The material used in this method can be, for example, a metal powder.
 The invention will be more clearly understood from the following description which is provided solely by way of example and which refers to the drawings, in which:
 FIG. 1 is an exploded perspective view of a segment of a tire vulcanization mould, the segment having a plurality of lining elements according to the invention,
 FIG. 2 is a view identical to that of FIG. 1, showing one segment;
 FIG. 3 is a detailed perspective view of a lining element of the segment of FIG. 1,
 FIG. 4 is a sectional view of the element shown in FIG. 3.
 FIGS. 1 and 2 show a segment 10 of a segmented mould for the vulcanization of a tire. The segmented mould (not shown) comprises a plurality of segments distributed circumferentially in the form of a cylinder so as to define the general shape of the tread of the tire to be vulcanized.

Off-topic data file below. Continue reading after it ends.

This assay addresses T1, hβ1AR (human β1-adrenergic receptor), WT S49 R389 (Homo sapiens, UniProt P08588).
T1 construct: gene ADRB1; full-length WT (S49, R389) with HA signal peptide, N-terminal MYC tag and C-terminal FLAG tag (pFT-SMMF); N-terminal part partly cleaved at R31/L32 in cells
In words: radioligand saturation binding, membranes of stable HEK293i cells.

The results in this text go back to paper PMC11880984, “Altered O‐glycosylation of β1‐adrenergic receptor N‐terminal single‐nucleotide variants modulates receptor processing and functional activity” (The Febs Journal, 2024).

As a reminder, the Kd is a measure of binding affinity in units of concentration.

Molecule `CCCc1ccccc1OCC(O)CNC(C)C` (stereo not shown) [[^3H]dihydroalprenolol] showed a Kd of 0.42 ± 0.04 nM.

In FIG. 1, the different elements making up the segment 10 are shown in exploded form, while in FIG. 2 the segment is shown with all the elements of the segment 10 assembled together.
 The segment 10 comprises a support block 12 and a set 14 of lining elements 16 intended to form the patterns of part of the tread of the tire to be molded.
 The set 14 of lining elements 16 is intended to be applied to a radially inner surface 18 of the segment 12, as shown in FIG. 2.
 The set 14 is composed of different types of lining elements 16: for example, the set 14 can comprise strips 20 oriented substantially circumferentially with respect to the tire and intended to form grooves arranged on the surface of the tread, or combs 22 each having a band 24 oriented circumferentially and a set of blades 26 oriented axially with respect to the tire. The blades 26 are intended to form grooves on the edges of the tire tread.
 A detail of the comb 22 is shown in FIG. 3.
 FIG. 4 is a sectional view of the assembly of the band 24 and the blade 26 shown in FIG. 3.